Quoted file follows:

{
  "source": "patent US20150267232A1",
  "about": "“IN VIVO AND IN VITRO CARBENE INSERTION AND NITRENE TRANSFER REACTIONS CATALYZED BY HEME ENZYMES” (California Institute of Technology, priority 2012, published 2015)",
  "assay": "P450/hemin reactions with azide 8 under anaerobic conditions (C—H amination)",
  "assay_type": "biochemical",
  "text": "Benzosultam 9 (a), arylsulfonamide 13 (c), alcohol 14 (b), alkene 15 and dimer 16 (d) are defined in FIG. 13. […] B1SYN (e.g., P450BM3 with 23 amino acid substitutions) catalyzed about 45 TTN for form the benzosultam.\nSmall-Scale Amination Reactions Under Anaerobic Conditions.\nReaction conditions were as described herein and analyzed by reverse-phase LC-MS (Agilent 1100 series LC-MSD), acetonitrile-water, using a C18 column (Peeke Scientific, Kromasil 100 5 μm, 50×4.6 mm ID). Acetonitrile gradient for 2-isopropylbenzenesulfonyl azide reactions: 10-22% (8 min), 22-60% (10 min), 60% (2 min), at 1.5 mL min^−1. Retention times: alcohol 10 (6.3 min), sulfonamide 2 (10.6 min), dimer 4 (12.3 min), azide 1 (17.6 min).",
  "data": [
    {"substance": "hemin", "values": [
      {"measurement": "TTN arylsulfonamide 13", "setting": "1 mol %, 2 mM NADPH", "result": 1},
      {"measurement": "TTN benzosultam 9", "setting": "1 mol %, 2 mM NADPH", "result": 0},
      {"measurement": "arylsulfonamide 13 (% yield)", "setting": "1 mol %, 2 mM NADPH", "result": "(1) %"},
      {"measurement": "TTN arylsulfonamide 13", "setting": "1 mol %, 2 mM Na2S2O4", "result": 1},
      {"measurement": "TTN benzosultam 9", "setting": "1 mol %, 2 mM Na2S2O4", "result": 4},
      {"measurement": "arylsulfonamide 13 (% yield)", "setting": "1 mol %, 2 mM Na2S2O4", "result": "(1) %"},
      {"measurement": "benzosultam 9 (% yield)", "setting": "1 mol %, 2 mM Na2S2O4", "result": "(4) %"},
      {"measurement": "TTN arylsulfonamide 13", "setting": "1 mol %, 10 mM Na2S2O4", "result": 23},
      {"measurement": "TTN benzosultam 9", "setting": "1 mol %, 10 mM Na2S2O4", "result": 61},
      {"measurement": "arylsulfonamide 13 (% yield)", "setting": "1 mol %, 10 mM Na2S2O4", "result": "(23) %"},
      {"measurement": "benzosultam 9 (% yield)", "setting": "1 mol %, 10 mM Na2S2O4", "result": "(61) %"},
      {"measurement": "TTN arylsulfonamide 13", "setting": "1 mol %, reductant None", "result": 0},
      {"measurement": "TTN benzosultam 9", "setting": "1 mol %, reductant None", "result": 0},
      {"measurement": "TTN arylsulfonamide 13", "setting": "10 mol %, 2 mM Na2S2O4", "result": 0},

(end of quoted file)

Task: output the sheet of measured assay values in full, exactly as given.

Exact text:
{
  "source": "patent US20150267232A1",
  "about": "“IN VIVO AND IN VITRO CARBENE INSERTION AND NITRENE TRANSFER REACTIONS CATALYZED BY HEME ENZYMES” (California Institute of Technology, priority 2012, published 2015)",
  "assay": "P450/hemin reactions with azide 8 under anaerobic conditions (C—H amination)",
  "assay_type": "biochemical",
  "text": "Benzosultam 9 (a), arylsulfonamide 13 (c), alcohol 14 (b), alkene 15 and dimer 16 (d) are defined in FIG. 13. […] B1SYN (e.g., P450BM3 with 23 amino acid substitutions) catalyzed about 45 TTN for form the benzosultam.\nSmall-Scale Amination Reactions Under Anaerobic Conditions.\nReaction conditions were as described herein and analyzed by reverse-phase LC-MS (Agilent 1100 series LC-MSD), acetonitrile-water, using a C18 column (Peeke Scientific, Kromasil 100 5 μm, 50×4.6 mm ID). Acetonitrile gradient for 2-isopropylbenzenesulfonyl azide reactions: 10-22% (8 min), 22-60% (10 min), 60% (2 min), at 1.5 mL min^−1. Retention times: alcohol 10 (6.3 min), sulfonamide 2 (10.6 min), dimer 4 (12.3 min), azide 1 (17.6 min).",
  "data": [
    {"substance": "hemin", "values": [
      {"measurement": "TTN arylsulfonamide 13", "setting": "1 mol %, 2 mM NADPH", "result": 1},
      {"measurement": "TTN benzosultam 9", "setting": "1 mol %, 2 mM NADPH", "result": 0},
      {"measurement": "arylsulfonamide 13 (% yield)", "setting": "1 mol %, 2 mM NADPH", "result": "(1) %"},
      {"measurement": "TTN arylsulfonamide 13", "setting": "1 mol %, 2 mM Na2S2O4", "result": 1},
      {"measurement": "TTN benzosultam 9", "setting": "1 mol %, 2 mM Na2S2O4", "result": 4},
      {"measurement": "arylsulfonamide 13 (% yield)", "setting": "1 mol %, 2 mM Na2S2O4", "result": "(1) %"},
      {"measurement": "benzosultam 9 (% yield)", "setting": "1 mol %, 2 mM Na2S2O4", "result": "(4) %"},
      {"measurement": "TTN arylsulfonamide 13", "setting": "1 mol %, 10 mM Na2S2O4", "result": 23},
      {"measurement": "TTN benzosultam 9", "setting": "1 mol %, 10 mM Na2S2O4", "result": 61},
      {"measurement": "arylsulfonamide 13 (% yield)", "setting": "1 mol %, 10 mM Na2S2O4", "result": "(23) %"},
      {"measurement": "benzosultam 9 (% yield)", "setting": "1 mol %, 10 mM Na2S2O4", "result": "(61) %"},
      {"measurement": "TTN arylsulfonamide 13", "setting": "1 mol %, reductant None", "result": 0},
      {"measurement": "TTN benzosultam 9", "setting": "1 mol %, reductant None", "result": 0},
      {"measurement": "TTN arylsulfonamide 13", "setting": "10 mol %, 2 mM Na2S2O4", "result": 0},